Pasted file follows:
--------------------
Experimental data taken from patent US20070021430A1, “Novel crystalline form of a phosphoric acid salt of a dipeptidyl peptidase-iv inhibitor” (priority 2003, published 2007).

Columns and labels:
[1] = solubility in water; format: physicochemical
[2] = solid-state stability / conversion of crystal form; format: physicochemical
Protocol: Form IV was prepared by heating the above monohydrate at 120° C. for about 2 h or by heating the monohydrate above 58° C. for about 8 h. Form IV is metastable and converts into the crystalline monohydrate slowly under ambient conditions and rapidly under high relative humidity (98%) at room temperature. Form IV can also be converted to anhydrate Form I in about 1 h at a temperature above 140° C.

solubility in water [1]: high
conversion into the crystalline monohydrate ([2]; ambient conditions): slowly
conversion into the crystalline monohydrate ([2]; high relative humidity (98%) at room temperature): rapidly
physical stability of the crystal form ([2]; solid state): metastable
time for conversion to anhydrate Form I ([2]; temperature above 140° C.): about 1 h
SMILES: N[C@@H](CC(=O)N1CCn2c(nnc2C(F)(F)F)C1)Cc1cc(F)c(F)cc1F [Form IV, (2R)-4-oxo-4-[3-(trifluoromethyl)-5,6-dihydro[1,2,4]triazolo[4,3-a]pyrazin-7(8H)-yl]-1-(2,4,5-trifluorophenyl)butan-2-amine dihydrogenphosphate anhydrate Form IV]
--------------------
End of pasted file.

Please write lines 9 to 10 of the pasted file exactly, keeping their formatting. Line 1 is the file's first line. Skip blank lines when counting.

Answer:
physical stability of the crystal form ([2]; solid state): metastable
time for conversion to anhydrate Form I ([2]; temperature above 140° C.): about 1 h